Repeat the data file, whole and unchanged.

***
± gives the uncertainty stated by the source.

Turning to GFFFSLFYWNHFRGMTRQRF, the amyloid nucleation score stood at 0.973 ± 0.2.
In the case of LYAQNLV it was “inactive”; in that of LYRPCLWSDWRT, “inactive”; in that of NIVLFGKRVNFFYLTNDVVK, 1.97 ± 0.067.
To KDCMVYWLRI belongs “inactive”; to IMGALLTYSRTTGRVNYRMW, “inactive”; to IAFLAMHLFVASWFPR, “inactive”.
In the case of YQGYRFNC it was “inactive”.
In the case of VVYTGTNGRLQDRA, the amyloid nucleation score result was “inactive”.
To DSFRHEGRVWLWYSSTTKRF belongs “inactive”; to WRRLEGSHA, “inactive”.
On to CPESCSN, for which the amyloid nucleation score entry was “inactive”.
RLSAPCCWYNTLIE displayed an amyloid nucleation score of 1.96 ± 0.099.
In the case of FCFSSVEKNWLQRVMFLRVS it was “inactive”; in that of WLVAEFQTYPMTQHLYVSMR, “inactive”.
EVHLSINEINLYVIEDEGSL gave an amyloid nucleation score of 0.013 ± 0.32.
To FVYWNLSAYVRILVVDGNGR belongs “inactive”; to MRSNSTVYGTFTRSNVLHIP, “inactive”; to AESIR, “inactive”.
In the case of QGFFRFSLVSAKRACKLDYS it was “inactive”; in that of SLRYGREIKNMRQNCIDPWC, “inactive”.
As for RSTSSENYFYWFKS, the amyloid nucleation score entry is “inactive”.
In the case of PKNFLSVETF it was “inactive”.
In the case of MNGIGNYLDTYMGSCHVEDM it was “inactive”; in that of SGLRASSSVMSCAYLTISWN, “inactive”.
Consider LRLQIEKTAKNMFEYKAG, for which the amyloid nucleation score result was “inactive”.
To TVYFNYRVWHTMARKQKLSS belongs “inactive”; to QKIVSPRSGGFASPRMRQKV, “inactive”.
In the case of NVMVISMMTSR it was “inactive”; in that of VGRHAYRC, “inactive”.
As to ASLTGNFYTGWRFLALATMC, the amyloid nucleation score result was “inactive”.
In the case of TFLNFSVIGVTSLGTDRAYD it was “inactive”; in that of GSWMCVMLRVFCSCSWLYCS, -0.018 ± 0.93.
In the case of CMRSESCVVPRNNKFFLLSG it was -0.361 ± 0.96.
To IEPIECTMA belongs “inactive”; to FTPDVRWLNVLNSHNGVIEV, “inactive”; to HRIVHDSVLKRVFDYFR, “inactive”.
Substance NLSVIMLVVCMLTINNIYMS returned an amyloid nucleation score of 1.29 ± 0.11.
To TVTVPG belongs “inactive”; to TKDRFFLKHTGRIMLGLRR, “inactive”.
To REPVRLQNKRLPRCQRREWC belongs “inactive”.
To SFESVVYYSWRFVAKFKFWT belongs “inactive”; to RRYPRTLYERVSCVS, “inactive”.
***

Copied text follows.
± gives the uncertainty stated by the source.

Turning to GFFFSLFYWNHFRGMTRQRF, the amyloid nucleation score stood at 0.973 ± 0.2.
In the case of LYAQNLV it was “inactive”; in that of LYRPCLWSDWRT, “inactive”; in that of NIVLFGKRVNFFYLTNDVVK, 1.97 ± 0.067.
To KDCMVYWLRI belongs “inactive”; to IMGALLTYSRTTGRVNYRMW, “inactive”; to IAFLAMHLFVASWFPR, “inactive”.
In the case of YQGYRFNC it was “inactive”.
In the case of VVYTGTNGRLQDRA, the amyloid nucleation score result was “inactive”.
To DSFRHEGRVWLWYSSTTKRF belongs “inactive”; to WRRLEGSHA, “inactive”.
On to CPESCSN, for which the amyloid nucleation score entry was “inactive”.
RLSAPCCWYNTLIE displayed an amyloid nucleation score of 1.96 ± 0.099.
In the case of FCFSSVEKNWLQRVMFLRVS it was “inactive”; in that of WLVAEFQTYPMTQHLYVSMR, “inactive”.
EVHLSINEINLYVIEDEGSL gave an amyloid nucleation score of 0.013 ± 0.32.
To FVYWNLSAYVRILVVDGNGR belongs “inactive”; to MRSNSTVYGTFTRSNVLHIP, “inactive”; to AESIR, “inactive”.
In the case of QGFFRFSLVSAKRACKLDYS it was “inactive”; in that of SLRYGREIKNMRQNCIDPWC, “inactive”.
As for RSTSSENYFYWFKS, the amyloid nucleation score entry is “inactive”.
In the case of PKNFLSVETF it was “inactive”.
In the case of MNGIGNYLDTYMGSCHVEDM it was “inactive”; in that of SGLRASSSVMSCAYLTISWN, “inactive”.
Consider LRLQIEKTAKNMFEYKAG, for which the amyloid nucleation score result was “inactive”.
To TVYFNYRVWHTMARKQKLSS belongs “inactive”; to QKIVSPRSGGFASPRMRQKV, “inactive”.
In the case of NVMVISMMTSR it was “inactive”; in that of VGRHAYRC, “inactive”.
As to ASLTGNFYTGWRFLALATMC, the amyloid nucleation score result was “inactive”.
In the case of TFLNFSVIGVTSLGTDRAYD it was “inactive”; in that of GSWMCVMLRVFCSCSWLYCS, -0.018 ± 0.93.
In the case of CMRSESCVVPRNNKFFLLSG it was -0.361 ± 0.96.
To IEPIECTMA belongs “inactive”; to FTPDVRWLNVLNSHNGVIEV, “inactive”; to HRIVHDSVLKRVFDYFR, “inactive”.
Substance NLSVIMLVVCMLTINNIYMS returned an amyloid nucleation score of 1.29 ± 0.11.
To TVTVPG belongs “inactive”; to TKDRFFLKHTGRIMLGLRR, “inactive”.
To REPVRLQNKRLPRCQRREWC belongs “inactive”.
To SFESVVYYSWRFVAKFKFWT belongs “inactive”; to RRYPRTLYERVSCVS, “inactive”.